Photos and words by Lucas Young
There’s a fine line in winter steelheading between bliss and torment. If there was no hope for the first, there’d be little incentive to endure the latter. Riding in Clyde is a bit like that. In summer, he’s warm and smooth and stylish—blissful, even. But in February, with the wind whistling through all the gaps in his weatherstripping, the dull roar allows little room for your own thoughts. It’ll make you tougher, at least.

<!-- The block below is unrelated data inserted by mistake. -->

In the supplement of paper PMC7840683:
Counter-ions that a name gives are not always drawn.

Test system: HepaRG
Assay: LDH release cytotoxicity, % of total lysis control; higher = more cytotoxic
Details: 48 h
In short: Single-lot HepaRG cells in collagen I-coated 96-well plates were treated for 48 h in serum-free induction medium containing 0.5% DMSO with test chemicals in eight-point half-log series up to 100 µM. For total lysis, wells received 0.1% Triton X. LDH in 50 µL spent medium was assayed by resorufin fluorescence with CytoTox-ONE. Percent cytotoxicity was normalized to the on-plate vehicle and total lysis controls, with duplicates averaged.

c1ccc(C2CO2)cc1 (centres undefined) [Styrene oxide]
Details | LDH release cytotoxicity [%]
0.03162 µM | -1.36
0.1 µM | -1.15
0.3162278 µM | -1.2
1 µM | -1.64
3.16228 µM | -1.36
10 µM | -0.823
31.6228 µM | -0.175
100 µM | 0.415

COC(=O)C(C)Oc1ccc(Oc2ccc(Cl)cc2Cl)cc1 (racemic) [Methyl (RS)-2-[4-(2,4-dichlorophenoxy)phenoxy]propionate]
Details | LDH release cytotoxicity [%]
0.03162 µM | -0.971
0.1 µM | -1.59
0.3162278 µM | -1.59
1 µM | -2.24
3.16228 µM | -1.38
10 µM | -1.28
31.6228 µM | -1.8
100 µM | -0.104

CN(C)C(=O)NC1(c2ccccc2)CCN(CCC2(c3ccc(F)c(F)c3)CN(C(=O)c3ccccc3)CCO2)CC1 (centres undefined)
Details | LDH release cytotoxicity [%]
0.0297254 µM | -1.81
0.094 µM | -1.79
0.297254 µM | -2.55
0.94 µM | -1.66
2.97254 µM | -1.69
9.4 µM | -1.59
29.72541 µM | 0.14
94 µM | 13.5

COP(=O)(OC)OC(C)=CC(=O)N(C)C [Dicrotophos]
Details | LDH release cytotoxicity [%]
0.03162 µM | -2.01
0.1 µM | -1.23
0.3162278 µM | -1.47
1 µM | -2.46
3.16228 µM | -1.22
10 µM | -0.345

A few hours and fifty gallons of gas south of Seattle, Clyde grumbled to a slow stop on the side of a gravel road. I swung through one run before dark, feeling nothing. Then he led me through deepening shadows to a deserted campground, where I set up my tent, heated a can of soup for dinner, then went to bed, dreaming of O.P. steel.
The tug came on my third “last” cast the next morning, just above a tailout. It was a snaky hatchery kelt, but I was euphoric nonetheless—my first fish on the swing. My mood had been as mercurial as the weather. But now I felt rewarded. I reeled in, packed up my stuff, and pointed Clyde east toward Idaho.